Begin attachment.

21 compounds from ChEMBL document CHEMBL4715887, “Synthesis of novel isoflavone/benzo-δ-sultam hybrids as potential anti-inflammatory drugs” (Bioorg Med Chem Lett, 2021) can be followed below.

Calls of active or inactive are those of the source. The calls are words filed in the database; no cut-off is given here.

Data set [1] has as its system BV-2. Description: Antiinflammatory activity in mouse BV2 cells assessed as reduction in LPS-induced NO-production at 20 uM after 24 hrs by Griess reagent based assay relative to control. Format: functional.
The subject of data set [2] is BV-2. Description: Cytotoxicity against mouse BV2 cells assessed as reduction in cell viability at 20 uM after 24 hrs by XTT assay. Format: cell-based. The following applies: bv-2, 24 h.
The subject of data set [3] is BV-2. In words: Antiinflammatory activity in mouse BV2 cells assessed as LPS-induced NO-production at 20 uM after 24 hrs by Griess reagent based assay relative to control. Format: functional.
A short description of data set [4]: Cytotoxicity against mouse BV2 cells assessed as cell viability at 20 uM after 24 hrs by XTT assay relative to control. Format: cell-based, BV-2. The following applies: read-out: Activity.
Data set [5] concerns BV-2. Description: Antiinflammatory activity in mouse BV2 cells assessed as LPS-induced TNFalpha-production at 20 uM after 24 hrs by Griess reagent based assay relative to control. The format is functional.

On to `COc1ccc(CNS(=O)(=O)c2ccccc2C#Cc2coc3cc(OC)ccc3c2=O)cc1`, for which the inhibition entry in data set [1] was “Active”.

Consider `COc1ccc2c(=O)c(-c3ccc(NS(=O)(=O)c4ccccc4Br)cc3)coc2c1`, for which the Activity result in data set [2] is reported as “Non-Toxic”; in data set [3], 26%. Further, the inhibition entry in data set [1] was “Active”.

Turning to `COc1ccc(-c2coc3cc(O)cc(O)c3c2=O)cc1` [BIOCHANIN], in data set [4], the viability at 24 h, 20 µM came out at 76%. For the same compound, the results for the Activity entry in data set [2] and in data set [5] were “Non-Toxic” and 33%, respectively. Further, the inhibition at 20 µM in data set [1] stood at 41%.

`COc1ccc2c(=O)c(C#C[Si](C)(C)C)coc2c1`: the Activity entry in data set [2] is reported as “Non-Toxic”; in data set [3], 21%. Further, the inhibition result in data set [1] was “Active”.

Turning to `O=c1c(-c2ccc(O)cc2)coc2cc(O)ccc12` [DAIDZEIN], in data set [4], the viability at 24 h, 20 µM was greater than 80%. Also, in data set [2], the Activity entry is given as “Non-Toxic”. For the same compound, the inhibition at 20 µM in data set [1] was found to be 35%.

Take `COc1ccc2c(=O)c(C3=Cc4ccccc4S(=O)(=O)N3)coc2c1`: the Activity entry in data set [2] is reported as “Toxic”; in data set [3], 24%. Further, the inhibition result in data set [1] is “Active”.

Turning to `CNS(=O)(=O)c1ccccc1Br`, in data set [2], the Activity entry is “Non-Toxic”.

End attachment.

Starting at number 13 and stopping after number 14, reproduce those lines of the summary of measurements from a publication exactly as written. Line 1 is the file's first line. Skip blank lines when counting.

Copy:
Take `COc1ccc2c(=O)c(C3=Cc4ccccc4S(=O)(=O)N3)coc2c1`: the Activity entry in data set [2] is reported as “Toxic”; in data set [3], 24%. Further, the inhibition result in data set [1] is “Active”.

Turning to `CNS(=O)(=O)c1ccccc1Br`, in data set [2], the Activity entry is “Non-Toxic”.